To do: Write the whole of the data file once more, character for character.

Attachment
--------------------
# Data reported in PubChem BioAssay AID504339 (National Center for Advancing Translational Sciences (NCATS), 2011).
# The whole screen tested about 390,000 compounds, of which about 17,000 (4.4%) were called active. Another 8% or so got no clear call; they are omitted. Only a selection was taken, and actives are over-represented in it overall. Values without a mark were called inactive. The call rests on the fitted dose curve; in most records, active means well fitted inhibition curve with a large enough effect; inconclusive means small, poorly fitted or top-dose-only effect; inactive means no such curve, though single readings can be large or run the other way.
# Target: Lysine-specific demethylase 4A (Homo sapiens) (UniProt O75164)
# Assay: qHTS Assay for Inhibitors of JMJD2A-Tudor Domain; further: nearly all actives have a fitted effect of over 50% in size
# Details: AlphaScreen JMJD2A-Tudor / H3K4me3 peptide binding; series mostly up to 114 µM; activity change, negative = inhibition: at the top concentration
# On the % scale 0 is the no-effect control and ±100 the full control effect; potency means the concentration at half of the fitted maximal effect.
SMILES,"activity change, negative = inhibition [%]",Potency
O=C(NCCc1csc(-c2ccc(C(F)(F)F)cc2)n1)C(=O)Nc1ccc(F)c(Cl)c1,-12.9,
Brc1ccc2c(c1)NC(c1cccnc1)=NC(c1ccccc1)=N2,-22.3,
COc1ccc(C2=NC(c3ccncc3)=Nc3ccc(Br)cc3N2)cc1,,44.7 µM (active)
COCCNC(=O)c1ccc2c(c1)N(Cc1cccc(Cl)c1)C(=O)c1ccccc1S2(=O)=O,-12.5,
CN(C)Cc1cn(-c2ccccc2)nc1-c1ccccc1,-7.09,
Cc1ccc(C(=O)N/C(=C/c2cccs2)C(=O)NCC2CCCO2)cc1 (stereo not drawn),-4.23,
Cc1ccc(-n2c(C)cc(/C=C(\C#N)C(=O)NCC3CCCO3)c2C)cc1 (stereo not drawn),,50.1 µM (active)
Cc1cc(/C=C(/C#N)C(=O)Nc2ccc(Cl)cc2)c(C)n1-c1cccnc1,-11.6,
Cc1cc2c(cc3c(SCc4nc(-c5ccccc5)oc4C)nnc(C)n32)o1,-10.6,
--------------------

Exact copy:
# Data reported in PubChem BioAssay AID504339 (National Center for Advancing Translational Sciences (NCATS), 2011).
# The whole screen tested about 390,000 compounds, of which about 17,000 (4.4%) were called active. Another 8% or so got no clear call; they are omitted. Only a selection was taken, and actives are over-represented in it overall. Values without a mark were called inactive. The call rests on the fitted dose curve; in most records, active means well fitted inhibition curve with a large enough effect; inconclusive means small, poorly fitted or top-dose-only effect; inactive means no such curve, though single readings can be large or run the other way.
# Target: Lysine-specific demethylase 4A (Homo sapiens) (UniProt O75164)
# Assay: qHTS Assay for Inhibitors of JMJD2A-Tudor Domain; further: nearly all actives have a fitted effect of over 50% in size
# Details: AlphaScreen JMJD2A-Tudor / H3K4me3 peptide binding; series mostly up to 114 µM; activity change, negative = inhibition: at the top concentration
# On the % scale 0 is the no-effect control and ±100 the full control effect; potency means the concentration at half of the fitted maximal effect.
SMILES,"activity change, negative = inhibition [%]",Potency
O=C(NCCc1csc(-c2ccc(C(F)(F)F)cc2)n1)C(=O)Nc1ccc(F)c(Cl)c1,-12.9,
Brc1ccc2c(c1)NC(c1cccnc1)=NC(c1ccccc1)=N2,-22.3,
COc1ccc(C2=NC(c3ccncc3)=Nc3ccc(Br)cc3N2)cc1,,44.7 µM (active)
COCCNC(=O)c1ccc2c(c1)N(Cc1cccc(Cl)c1)C(=O)c1ccccc1S2(=O)=O,-12.5,
CN(C)Cc1cn(-c2ccccc2)nc1-c1ccccc1,-7.09,
Cc1ccc(C(=O)N/C(=C/c2cccs2)C(=O)NCC2CCCO2)cc1 (stereo not drawn),-4.23,
Cc1ccc(-n2c(C)cc(/C=C(\C#N)C(=O)NCC3CCCO3)c2C)cc1 (stereo not drawn),,50.1 µM (active)
Cc1cc(/C=C(/C#N)C(=O)Nc2ccc(Cl)cc2)c(C)n1-c1cccnc1,-11.6,
Cc1cc2c(cc3c(SCc4nc(-c5ccccc5)oc4C)nnc(C)n32)o1,-10.6,